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Cannabis: German growers celebrate as hemp is legalized

Nicolas Martin
March 22, 2024

Grass, weed, cannabis: Smoking dope has become legal in Germany. A government plan to liberalize rules on recreational cannabis has cleared its final parliamentary hurdle, Who will benefit financially — and who won't.

Glass shelves with cork-sealed glass jars containing lumps of cannabis and labelled with different flavours
The new law does not provide for specialist cannabis shops in Germany like this one in the NetherlandsImage: Robin Utrecht/picture alliance

Dirk Rehahn has every reason to pop the champagne corks: Traffic to his two websites has increased massively since February 23.

That was the day the German parliament passed the government's draft law "on the controlled distribution of cannabis to adults for consumption purposes." It stipulates that all adults will be allowed to grow three cannabis plants at home and keep up to 50 grams (1.75 ounces) of cannabis there, and may also carry up to 25 grams on their person.

On Friday, the legislation — a prominent reform project of Chancellor Olaf Scholz's government — was approved by parliament's upper house, the Bundesrat,  which represents Germany's 16 federal states. The Bundesrat could have delayed the bill, but opponents of the plan failed to muster a majority.

Karl Lauterback smiling and giving a thumbs-up next to a big pink sign that says, in German, "Cannabis: Legal but risky", with a warning about the potential health risks, for children in partcular
The German health minister, Karl Lauterbach, has had to campaign hard for the controversial lawImage: Kay Nietfeld/dpa/picture alliance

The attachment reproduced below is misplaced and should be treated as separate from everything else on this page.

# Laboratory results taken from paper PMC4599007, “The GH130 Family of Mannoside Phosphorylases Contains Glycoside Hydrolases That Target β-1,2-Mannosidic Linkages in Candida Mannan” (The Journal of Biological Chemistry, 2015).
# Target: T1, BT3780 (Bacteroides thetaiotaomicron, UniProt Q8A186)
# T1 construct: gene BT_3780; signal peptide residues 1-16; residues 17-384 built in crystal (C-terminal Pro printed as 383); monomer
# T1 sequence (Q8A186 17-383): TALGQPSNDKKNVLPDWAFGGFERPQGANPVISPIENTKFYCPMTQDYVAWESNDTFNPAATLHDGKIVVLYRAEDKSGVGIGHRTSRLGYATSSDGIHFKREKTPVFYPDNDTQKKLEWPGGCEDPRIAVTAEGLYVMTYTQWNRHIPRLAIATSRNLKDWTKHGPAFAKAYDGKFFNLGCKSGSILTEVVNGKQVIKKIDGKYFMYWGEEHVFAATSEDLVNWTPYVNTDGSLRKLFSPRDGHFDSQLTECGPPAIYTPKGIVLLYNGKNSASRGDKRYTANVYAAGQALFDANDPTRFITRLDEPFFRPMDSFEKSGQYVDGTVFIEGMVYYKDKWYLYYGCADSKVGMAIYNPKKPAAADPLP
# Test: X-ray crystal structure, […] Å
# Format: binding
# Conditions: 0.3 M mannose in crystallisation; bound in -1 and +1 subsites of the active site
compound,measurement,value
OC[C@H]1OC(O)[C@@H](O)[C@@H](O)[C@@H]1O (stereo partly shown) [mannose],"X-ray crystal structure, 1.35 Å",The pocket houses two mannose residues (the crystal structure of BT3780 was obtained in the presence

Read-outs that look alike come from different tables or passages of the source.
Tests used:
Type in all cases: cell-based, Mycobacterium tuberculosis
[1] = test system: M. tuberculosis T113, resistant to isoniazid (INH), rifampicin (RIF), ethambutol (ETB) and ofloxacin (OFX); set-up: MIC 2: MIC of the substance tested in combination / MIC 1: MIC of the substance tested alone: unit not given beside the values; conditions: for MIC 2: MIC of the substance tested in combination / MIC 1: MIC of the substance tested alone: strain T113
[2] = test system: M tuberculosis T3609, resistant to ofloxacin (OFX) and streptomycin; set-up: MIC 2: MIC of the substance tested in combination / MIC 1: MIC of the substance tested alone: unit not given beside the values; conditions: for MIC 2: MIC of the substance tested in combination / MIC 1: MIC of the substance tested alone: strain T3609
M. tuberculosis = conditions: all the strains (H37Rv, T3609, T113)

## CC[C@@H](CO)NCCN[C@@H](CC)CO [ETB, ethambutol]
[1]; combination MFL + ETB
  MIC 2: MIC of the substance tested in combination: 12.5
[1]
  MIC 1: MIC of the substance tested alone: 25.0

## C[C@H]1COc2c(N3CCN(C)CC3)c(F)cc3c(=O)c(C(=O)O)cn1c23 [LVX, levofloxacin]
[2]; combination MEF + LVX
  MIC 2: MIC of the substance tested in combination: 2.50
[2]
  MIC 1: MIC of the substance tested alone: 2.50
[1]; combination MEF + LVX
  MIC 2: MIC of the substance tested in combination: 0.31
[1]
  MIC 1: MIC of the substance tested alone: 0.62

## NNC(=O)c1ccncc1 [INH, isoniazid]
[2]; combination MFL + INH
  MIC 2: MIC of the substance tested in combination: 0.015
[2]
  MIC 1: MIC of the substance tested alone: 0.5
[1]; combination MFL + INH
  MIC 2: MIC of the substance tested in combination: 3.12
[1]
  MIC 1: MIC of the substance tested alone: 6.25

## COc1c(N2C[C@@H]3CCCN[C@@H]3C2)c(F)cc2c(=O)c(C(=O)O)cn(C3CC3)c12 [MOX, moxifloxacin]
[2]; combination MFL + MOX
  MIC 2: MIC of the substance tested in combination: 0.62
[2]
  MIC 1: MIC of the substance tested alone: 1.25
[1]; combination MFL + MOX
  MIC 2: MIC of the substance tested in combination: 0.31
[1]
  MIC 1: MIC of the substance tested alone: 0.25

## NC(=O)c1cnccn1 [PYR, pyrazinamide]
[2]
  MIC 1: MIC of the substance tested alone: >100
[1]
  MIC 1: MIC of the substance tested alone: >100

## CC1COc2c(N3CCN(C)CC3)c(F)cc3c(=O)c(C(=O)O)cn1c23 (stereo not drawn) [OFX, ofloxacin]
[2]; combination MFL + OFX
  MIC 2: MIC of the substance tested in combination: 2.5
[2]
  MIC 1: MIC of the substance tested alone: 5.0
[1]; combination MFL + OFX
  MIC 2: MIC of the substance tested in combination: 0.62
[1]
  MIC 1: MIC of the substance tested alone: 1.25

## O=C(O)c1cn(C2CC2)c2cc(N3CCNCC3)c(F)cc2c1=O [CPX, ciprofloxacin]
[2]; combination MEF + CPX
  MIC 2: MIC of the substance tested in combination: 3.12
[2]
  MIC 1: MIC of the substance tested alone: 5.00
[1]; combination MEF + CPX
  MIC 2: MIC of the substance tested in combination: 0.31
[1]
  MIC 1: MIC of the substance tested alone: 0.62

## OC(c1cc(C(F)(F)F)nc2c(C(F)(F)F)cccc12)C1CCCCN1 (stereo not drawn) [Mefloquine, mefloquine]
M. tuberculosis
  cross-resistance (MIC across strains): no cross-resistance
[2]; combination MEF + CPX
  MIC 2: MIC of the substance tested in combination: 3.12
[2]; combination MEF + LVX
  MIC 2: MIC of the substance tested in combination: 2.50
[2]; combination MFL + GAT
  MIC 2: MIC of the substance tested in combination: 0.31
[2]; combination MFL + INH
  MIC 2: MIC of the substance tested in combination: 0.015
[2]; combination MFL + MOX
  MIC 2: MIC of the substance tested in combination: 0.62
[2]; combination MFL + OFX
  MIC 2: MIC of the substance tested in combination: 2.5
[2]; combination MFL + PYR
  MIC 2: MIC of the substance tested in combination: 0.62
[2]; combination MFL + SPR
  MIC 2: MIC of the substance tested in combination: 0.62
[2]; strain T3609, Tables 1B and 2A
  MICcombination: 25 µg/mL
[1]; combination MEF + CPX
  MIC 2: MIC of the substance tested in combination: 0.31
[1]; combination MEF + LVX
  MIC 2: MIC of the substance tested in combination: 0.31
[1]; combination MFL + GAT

Now, as the law has finally passed, Rebhan will be one of the winners. He sells all kinds of goods related to cannabis cultivation. They could be described as greenhouse technology and gardening supplies. His best seller is a DIY "grow set": a tent the size of a refrigerator, with lamps, ventilation systems and measuring technology.

The cheapest costs more than €500 ($541), the most expensive almost €1,500. Right now, though, they are all sold out. "People are overcoming their reservations about growing their own cannabis," Rehahn told DW.

Cannabis cultivation market is booming

Rehahn has, in the past, spent two years in jail for assisting the cultivation of cannabis. It was after this, in 2011, that he started his wholesale business. Since then, when advising customers, he speaks of growing chilies, tomatoes, and broccoli.

He's looking forward to being "allowed to give advice perfectly normally." Rehahn has four permanent employees at his two stores, Drehandel and Dirks Growshop, which together had a turnover of two million euros last year. He anticipates that this year it will increase to three or four million.

Dirk Rehahn, a bald man with glasses in a grey T-shirt, smiles broadly in front of a room full of plants
Dirk Rehahn's online businesses are likely to benefit from legalizationImage: Dirk Rehan

Morale is also very good among other suppliers in the so-called growing industry. Seeds 24, an Austrian company that sells hemp seeds, the Hamburg-based supplier Growmark, and others are warning that there are long waits for delivery. The online shop Grow Guru comments: "All our shops and suppliers are currently overwhelmed with customers."  

No big business with recreational cannabis

But not everyone in the industry has reason to celebrate. Those who were betting on comprehensive legalization have come away empty-handed. There will be no specialist shops selling cannabis. Importers, distributors, and shop owners will all have to seek new business models.